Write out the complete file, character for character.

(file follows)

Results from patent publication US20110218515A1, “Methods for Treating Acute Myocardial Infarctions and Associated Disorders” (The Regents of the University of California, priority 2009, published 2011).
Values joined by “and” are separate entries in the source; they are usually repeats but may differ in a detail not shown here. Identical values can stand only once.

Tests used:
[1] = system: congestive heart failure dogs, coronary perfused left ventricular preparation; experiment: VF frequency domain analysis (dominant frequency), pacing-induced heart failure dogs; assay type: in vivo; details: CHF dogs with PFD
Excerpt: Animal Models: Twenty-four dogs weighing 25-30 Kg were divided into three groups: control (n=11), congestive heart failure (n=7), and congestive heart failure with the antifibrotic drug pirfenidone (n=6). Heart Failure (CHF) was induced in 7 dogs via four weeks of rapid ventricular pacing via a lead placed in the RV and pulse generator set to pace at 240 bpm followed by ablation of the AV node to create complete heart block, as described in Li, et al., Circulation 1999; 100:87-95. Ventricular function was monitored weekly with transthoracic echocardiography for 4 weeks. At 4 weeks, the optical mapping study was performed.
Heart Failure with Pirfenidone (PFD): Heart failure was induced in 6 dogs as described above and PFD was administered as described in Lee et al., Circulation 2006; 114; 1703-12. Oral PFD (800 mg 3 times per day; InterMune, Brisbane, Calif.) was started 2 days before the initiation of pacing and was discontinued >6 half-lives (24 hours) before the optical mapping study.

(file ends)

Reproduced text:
Results from patent publication US20110218515A1, “Methods for Treating Acute Myocardial Infarctions and Associated Disorders” (The Regents of the University of California, priority 2009, published 2011).
Values joined by “and” are separate entries in the source; they are usually repeats but may differ in a detail not shown here. Identical values can stand only once.

Tests used:
[1] = system: congestive heart failure dogs, coronary perfused left ventricular preparation; experiment: VF frequency domain analysis (dominant frequency), pacing-induced heart failure dogs; assay type: in vivo; details: CHF dogs with PFD
Excerpt: Animal Models: Twenty-four dogs weighing 25-30 Kg were divided into three groups: control (n=11), congestive heart failure (n=7), and congestive heart failure with the antifibrotic drug pirfenidone (n=6). Heart Failure (CHF) was induced in 7 dogs via four weeks of rapid ventricular pacing via a lead placed in the RV and pulse generator set to pace at 240 bpm followed by ablation of the AV node to create complete heart block, as described in Li, et al., Circulation 1999; 100:87-95. Ventricular function was monitored weekly with transthoracic echocardiography for 4 weeks. At 4 weeks, the optical mapping study was performed.
Heart Failure with Pirfenidone (PFD): Heart failure was induced in 6 dogs as described above and PFD was administered as described in Lee et al., Circulation 2006; 114; 1703-12. Oral PFD (800 mg 3 times per day; InterMune, Brisbane, Calif.) was started 2 days before the initiation of pacing and was discontinued >6 half-lives (24 hours) before the optical mapping study.